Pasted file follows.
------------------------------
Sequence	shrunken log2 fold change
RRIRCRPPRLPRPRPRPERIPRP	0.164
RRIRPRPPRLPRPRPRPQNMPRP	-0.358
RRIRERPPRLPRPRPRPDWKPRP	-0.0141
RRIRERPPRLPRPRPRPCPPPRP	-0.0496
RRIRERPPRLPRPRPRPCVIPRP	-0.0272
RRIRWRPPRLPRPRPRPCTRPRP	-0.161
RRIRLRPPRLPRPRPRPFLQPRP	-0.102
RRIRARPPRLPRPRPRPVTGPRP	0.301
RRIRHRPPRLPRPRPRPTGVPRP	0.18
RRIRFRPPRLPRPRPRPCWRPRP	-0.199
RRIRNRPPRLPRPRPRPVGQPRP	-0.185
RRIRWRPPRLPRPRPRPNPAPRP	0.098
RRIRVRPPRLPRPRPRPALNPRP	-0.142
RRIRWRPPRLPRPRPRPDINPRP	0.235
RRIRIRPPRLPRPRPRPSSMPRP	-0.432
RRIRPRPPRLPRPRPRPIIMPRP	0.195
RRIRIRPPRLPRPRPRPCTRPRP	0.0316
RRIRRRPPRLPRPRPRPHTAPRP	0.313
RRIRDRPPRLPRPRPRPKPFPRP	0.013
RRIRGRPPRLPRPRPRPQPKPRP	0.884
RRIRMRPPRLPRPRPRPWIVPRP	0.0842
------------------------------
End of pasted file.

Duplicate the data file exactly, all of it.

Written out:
Sequence	shrunken log2 fold change
RRIRCRPPRLPRPRPRPERIPRP	0.164
RRIRPRPPRLPRPRPRPQNMPRP	-0.358
RRIRERPPRLPRPRPRPDWKPRP	-0.0141
RRIRERPPRLPRPRPRPCPPPRP	-0.0496
RRIRERPPRLPRPRPRPCVIPRP	-0.0272
RRIRWRPPRLPRPRPRPCTRPRP	-0.161
RRIRLRPPRLPRPRPRPFLQPRP	-0.102
RRIRARPPRLPRPRPRPVTGPRP	0.301
RRIRHRPPRLPRPRPRPTGVPRP	0.18
RRIRFRPPRLPRPRPRPCWRPRP	-0.199
RRIRNRPPRLPRPRPRPVGQPRP	-0.185
RRIRWRPPRLPRPRPRPNPAPRP	0.098
RRIRVRPPRLPRPRPRPALNPRP	-0.142
RRIRWRPPRLPRPRPRPDINPRP	0.235
RRIRIRPPRLPRPRPRPSSMPRP	-0.432
RRIRPRPPRLPRPRPRPIIMPRP	0.195
RRIRIRPPRLPRPRPRPCTRPRP	0.0316
RRIRRRPPRLPRPRPRPHTAPRP	0.313
RRIRDRPPRLPRPRPRPKPFPRP	0.013
RRIRGRPPRLPRPRPRPQPKPRP	0.884
RRIRMRPPRLPRPRPRPWIVPRP	0.0842